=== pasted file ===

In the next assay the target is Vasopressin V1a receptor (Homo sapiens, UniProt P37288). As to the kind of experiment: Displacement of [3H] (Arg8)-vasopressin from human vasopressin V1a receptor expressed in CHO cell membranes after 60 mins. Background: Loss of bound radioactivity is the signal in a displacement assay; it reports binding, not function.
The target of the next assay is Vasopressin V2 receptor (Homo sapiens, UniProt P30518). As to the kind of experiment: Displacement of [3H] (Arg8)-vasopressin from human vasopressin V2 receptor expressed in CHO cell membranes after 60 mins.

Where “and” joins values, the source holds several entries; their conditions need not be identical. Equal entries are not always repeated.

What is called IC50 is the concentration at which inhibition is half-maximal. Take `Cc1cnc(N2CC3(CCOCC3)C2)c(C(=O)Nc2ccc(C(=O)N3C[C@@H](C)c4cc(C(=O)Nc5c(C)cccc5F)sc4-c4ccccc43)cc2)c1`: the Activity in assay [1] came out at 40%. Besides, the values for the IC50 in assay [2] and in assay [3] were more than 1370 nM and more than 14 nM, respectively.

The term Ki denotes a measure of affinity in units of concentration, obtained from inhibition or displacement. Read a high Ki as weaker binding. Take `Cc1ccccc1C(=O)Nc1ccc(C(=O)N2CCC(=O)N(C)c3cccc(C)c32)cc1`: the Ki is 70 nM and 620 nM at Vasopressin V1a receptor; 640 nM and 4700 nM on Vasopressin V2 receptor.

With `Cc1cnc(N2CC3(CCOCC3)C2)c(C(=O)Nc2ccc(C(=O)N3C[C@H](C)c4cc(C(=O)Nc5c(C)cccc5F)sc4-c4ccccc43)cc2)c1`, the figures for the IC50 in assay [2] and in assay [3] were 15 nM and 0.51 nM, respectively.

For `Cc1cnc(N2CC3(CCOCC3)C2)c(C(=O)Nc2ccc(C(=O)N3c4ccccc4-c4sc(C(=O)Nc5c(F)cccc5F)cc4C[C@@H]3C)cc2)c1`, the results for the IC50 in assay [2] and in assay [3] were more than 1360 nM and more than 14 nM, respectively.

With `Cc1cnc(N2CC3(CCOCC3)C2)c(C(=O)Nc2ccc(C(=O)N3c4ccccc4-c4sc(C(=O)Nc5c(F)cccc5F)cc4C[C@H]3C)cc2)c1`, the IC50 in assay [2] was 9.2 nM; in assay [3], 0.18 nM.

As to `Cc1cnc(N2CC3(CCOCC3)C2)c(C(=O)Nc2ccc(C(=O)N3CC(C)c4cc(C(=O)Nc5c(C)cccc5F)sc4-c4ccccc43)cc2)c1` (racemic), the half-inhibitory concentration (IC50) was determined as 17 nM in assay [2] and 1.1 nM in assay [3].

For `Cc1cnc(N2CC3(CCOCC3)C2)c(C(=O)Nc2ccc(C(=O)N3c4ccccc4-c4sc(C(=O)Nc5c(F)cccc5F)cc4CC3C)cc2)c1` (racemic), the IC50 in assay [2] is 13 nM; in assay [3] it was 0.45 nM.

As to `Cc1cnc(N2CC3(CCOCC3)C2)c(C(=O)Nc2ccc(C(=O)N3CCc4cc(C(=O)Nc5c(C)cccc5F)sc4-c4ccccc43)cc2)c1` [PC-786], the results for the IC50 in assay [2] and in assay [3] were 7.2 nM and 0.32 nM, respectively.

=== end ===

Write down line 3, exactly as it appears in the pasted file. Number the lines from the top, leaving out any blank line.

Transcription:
Where “and” joins values, the source holds several entries; their conditions need not be identical. Equal entries are not always repeated.